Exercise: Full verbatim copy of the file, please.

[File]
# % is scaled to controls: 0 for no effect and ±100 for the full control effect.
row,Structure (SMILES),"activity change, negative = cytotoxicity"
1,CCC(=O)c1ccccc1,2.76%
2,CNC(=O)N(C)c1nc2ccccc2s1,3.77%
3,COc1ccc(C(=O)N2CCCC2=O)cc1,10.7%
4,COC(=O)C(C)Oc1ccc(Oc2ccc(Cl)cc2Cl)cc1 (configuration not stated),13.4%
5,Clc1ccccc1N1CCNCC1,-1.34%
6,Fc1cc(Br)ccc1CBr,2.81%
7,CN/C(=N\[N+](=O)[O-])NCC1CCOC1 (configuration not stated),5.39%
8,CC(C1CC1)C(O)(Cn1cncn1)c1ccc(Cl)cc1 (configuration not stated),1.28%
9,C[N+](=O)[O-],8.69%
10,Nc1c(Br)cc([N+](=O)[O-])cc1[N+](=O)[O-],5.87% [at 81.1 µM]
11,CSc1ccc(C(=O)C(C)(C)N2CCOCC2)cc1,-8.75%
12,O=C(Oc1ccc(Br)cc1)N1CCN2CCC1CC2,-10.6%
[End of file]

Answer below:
# % is scaled to controls: 0 for no effect and ±100 for the full control effect.
row,Structure (SMILES),"activity change, negative = cytotoxicity"
1,CCC(=O)c1ccccc1,2.76%
2,CNC(=O)N(C)c1nc2ccccc2s1,3.77%
3,COc1ccc(C(=O)N2CCCC2=O)cc1,10.7%
4,COC(=O)C(C)Oc1ccc(Oc2ccc(Cl)cc2Cl)cc1 (configuration not stated),13.4%
5,Clc1ccccc1N1CCNCC1,-1.34%
6,Fc1cc(Br)ccc1CBr,2.81%
7,CN/C(=N\[N+](=O)[O-])NCC1CCOC1 (configuration not stated),5.39%
8,CC(C1CC1)C(O)(Cn1cncn1)c1ccc(Cl)cc1 (configuration not stated),1.28%
9,C[N+](=O)[O-],8.69%
10,Nc1c(Br)cc([N+](=O)[O-])cc1[N+](=O)[O-],5.87% [at 81.1 µM]
11,CSc1ccc(C(=O)C(C)(C)N2CCOCC2)cc1,-8.75%
12,O=C(Oc1ccc(Br)cc1)N1CCN2CCC1CC2,-10.6%